Monday, October 12, 2009

Gambling on Flammenkuche in Cusco

Colmar (Alsace)

I fell in love with flammenkuche, or tarte flambee, in Alsace. It's deadly stuff, a down-payment on a heart attack, as is most Alsatian food. Flammenkuche is one of the great members of the extended pizza family. In its simplest form, onions, bacon and creme fraiche or fromage blanc sit atop a thin pizza crust. Adding gruyere makes it gratin. Adding mushrooms makes it forestiere. I couldn't get enough of it when I stayed in Strasbourg and visited Colmar. Flammenkuche was one of the reasons I returned to Strasbourg (though it has many other charms, culinary and otherwise), on another trip to France.

I'll bet are plenty of places in Paris to get a tarte flambee (for Paris I'll use the French name, rather than the Alsatian one), but I've never tried one there. The two I've had in New York (Cafe d'Alsace and the Bar Room at The Modern) were totally disappointing. The only town outside of Alsace where I've had a great one was Montreux, Switzerland, when I was there for the jazz festival in the late nineties. I asked the waitress if she were Alsatian. "No," she replied, "I'm Swiss, but the owner is from Alsace, so you get the best of both worlds!"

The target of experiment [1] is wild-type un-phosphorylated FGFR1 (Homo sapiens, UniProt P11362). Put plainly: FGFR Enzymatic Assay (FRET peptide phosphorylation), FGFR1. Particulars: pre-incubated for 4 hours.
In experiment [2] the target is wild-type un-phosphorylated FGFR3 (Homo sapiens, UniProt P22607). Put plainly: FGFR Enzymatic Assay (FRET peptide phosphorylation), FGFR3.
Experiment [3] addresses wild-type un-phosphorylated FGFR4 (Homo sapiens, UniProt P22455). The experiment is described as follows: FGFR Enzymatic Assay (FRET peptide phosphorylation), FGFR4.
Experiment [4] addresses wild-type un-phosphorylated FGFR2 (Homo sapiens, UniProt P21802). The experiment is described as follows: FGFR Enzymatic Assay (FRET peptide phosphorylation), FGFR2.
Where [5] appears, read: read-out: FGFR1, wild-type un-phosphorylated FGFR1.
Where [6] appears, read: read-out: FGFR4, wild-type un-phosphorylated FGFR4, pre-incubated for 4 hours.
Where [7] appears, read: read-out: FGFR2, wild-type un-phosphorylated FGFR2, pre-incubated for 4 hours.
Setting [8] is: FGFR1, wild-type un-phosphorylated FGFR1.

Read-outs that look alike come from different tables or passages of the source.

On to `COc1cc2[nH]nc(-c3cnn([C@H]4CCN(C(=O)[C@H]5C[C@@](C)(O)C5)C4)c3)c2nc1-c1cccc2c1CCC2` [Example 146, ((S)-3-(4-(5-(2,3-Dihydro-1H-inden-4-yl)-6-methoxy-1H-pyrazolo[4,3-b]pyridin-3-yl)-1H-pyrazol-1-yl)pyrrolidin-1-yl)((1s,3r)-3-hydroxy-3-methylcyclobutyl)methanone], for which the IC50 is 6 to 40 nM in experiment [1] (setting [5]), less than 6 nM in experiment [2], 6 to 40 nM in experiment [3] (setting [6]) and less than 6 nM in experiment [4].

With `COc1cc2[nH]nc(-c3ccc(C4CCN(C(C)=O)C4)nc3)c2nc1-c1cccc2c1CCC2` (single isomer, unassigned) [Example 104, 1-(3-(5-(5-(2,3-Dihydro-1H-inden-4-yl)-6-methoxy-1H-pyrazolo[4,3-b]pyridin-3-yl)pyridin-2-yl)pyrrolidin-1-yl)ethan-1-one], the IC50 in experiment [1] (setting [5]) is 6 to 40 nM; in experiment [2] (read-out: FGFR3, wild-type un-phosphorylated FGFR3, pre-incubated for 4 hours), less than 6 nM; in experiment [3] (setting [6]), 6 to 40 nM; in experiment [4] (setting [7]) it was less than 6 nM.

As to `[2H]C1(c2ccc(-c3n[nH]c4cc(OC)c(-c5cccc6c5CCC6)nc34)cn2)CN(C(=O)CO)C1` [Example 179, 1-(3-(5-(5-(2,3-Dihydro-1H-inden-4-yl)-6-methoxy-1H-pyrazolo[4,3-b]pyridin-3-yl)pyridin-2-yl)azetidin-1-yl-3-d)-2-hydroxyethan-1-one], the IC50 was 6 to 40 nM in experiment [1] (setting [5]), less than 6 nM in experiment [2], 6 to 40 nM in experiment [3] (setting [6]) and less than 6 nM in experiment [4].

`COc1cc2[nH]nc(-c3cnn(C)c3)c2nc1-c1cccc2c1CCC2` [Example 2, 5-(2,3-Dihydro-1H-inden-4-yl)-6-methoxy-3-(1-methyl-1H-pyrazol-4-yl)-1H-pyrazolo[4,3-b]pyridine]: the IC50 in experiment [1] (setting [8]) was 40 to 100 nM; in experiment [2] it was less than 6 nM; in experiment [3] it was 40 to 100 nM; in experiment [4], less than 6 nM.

Flammenkuche, Cusco-Style

It was a longshot, but when I saw that there was a French-Mediterranean cafe in Cusco that served flammenkuche, I just had to try it. So for one meal I took a break from my exploration of Peruvian cuisine. The place was just off Plaza San Blas, and all the other diners were French. The chef-owner is a young guy from Saint-Etienne, near Lyon. I neglected, unfortunately, to note the name of the place, but its menu included familiar cafe items like salads, croque monsieur, and couscous.

If it had turned out to be a great flammenkuche I'd have had something to write about. A great flammenkuche in Cusco--who'd have imagined? But it wasn't a great flammenkuche, or even a good one. There was no creme fraiche or cheese, just bacon and onions, and the crust was nothing like a pizza or a flatbread, but more like a crispy tortilla. It was sort of a flammenkuche tostada.

Still, I did have something to write about after all.


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